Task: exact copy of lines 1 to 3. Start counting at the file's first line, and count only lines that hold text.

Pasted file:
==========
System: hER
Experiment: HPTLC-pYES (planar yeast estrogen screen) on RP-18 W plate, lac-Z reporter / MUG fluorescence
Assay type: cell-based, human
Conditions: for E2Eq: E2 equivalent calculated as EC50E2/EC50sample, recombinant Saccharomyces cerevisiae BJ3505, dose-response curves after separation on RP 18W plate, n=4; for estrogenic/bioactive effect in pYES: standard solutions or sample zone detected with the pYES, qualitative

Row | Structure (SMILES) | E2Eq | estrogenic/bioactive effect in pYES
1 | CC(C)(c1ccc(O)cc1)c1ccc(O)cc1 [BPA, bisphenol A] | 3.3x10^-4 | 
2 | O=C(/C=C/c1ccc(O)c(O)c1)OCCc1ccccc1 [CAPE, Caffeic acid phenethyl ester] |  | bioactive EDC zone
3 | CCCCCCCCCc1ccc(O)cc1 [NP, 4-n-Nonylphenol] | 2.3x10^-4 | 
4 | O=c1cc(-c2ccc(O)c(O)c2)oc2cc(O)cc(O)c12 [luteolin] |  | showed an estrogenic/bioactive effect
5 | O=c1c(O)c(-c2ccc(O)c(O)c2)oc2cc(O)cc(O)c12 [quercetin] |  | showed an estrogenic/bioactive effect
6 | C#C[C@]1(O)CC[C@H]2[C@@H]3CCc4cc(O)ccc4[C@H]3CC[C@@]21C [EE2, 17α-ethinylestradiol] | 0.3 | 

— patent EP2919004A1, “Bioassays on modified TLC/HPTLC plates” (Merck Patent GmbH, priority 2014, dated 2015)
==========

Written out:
System: hER
Experiment: HPTLC-pYES (planar yeast estrogen screen) on RP-18 W plate, lac-Z reporter / MUG fluorescence
Assay type: cell-based, human